Fairfield Programs Enhance Faculty-Student Undergraduate STEM Research

Fairfield Programs Enhance Faculty-Student Undergraduate STEM Research

Professor and students work on research project in a Fairfield lab.

John Miecznikowski, PhD, professor of chemistry and biochemistry, (left), works as a faculty research mentor to students Natalia Bertolotti ’22 and Michael Corbett ’22.

STEM summer research in the College of Arts and Sciences allows students to learn disciplinary-specific research skills while working in a faculty member’s lab or pursuing projects of their own design.

...All research involves great effort, similar challenges, disappointment and joy, as well as opportunities to make new and exciting connections between fields.

— L. Kraig Steffen, PhD, Associate Professor of Chemistry and Biochemistry

The College of Arts and Sciences empowers and encourages undergraduate students from all disciplines to conduct innovative, in-depth, and collaborative research under the guidance and encouragement of faculty experts and staff.

This summer, College of Arts and Sciences faculty and students are at work on cutting-edge STEM research projects — from environmental work on the effects of microplastics, to interdisciplinary behavioral research with primates — that are grant-funded by both the University and by nationally recognized external organizations.

Natalia Bertolotti ’23 was selected as this year’s Jean Dreyfus Lectureship Summer Research Student. Bertolotti is pursuing research, under the mentorship of John Miecznikowski, PhD, professor of chemistry and biochemistry, on her project entitled “Synthesis and Characterization of a Tridentate Pincer Ligand Precursor with ONO Donor Atoms.”

In addition to working with Dr. Miecznikowski, Bertolotti’s research is also supported by visiting assistant professor of chemistry Olivier Nicaise, PhD, and fellow student Michael Corbett ’23. Bertolotti has performed research in Dr. Miecznikowski’s laboratory since November 2019, and now has the opportunity to conduct full-time research, earning a stipend for eight weeks over the summer.

“Using my passion for helping others combined with my studies in chemistry, I feel that this summer will allow me to forge new connections between chemistry and medicine,” said Bertolotti, a rising senior who has interest in pursuing a doctoral degree in medicinal inorganic chemistry after graduation.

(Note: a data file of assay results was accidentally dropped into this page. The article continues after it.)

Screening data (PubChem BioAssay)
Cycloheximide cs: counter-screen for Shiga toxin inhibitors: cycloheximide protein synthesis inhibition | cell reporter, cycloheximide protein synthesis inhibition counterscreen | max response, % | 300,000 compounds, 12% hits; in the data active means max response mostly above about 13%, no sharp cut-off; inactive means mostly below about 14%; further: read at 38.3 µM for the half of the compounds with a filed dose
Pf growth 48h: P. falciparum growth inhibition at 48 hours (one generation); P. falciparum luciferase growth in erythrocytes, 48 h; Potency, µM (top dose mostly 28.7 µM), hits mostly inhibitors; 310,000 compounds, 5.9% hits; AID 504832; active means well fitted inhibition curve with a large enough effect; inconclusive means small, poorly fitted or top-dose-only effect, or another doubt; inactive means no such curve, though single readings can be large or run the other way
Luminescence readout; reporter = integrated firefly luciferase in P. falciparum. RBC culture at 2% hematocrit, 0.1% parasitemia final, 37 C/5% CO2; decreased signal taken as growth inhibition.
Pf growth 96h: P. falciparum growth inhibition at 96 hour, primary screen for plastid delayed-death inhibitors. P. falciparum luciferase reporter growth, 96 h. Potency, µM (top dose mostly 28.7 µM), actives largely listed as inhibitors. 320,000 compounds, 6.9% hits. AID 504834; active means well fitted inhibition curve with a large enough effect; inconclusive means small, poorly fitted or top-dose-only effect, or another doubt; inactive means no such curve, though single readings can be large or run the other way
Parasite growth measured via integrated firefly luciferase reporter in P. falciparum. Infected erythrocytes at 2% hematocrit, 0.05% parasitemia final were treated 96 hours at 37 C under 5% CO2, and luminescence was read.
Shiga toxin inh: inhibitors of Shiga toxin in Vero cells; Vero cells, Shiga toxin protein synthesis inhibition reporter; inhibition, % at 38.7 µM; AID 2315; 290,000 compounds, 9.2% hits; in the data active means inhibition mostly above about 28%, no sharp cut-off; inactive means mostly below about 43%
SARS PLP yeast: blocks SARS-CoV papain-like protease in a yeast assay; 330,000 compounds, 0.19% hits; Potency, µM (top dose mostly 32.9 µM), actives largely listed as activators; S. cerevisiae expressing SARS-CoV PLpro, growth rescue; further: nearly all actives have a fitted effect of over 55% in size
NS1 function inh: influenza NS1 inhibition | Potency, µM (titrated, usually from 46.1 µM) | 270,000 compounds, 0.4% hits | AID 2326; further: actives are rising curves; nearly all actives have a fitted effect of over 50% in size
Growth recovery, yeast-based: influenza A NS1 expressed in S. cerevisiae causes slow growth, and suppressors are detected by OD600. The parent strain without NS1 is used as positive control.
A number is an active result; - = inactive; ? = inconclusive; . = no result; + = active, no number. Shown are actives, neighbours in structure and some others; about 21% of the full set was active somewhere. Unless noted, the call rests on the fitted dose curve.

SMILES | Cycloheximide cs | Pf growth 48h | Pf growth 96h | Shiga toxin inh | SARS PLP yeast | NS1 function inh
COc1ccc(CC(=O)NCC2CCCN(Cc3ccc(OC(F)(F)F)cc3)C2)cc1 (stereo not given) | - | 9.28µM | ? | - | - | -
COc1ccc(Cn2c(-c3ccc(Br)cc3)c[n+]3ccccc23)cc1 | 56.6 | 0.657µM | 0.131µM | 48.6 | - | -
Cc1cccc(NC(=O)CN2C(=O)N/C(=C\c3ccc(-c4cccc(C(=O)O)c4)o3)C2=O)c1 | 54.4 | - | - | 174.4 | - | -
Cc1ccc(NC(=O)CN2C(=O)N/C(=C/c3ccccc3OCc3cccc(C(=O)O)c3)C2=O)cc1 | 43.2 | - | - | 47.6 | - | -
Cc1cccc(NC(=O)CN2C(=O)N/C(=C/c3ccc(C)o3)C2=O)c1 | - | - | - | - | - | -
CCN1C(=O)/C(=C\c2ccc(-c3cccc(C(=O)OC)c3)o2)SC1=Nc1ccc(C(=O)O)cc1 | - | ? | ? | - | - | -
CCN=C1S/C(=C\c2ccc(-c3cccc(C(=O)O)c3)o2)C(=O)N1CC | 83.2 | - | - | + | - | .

Some of the other research projects being conducted on campus this summer include Robert Nazarian, PhD, assistant professor of physics, and his team’s work on a climate research project entitled “Constructing an Emergent Constraint for Mid-Latitude Extreme Precipitation”; environmental research by biology professor Brian Walker, PhD, and student Jada Ormsbee ’24 on the “Presence of Microplastic Contamination in Magellanic Penguin Chicks from Punta Tombo Colony, Argentina”; Jillian Smith-Carpenter, PhD, associate professor of biochemistry and her research entitled “Structural and Chemical Characterization of Self-Assembling Nucleopeptides” which gives students Julianna Manson ’24 and Bianca Pineiro ’25 bench chemistry skills, instrument training, and scientific communication experience; as well as the continuation of research led by Matthew LaClair, PhD, visiting assistant professor in the Department of Psychological and Brain Sciences, and Ashley Soyong Byun, PhD, associate professor in the Biology Department, where they are testing interspecies social learning in spider monkeys, using a “puzzle tube” which they designed.

Many of these students had the opportunity to present their work in person to peers and faculty members on campus as well through summer lunch seminars hosted by Sigma Xi, the Scientific Research Society. 

“These weekly gatherings bring students, faculty, staff, and administrators together to learn about all the great research work going on in Bannow over the summer,” said L. Kraig Steffen, PhD, associate professor of chemistry and biochemistry and director of the Environmental Studies Program. “Students get a chance to practice the important skill of presenting their work. They get to see that, whatever the specifics of the research may be, all research involves great effort, similar challenges, disappointment and joy, as well as opportunities to make new and exciting connections between fields.”

From discoveries in physics and biochemistry to the digital humanities and psychology, more than 300 research projects are conducted annually within the College of Arts and Sciences, and more than half of those are presented at national scholarly meetings or are published in professional journals and academic publications. At least 70 percent of College of Arts and Sciences graduates complete at least one internship, practicum, or research study. Beginning with the Class of 2026, the Arts and Sciences Guarantee, a distinctive fellowship, will provide funding of up to $2,500 to support undergraduates who obtain an approved unpaid internship, research, or fieldwork experience while studying at Fairfield.

For more information, visit fairfield.edu/casresearch.

Tags:  Top Stories,  College of Arts & Sciences


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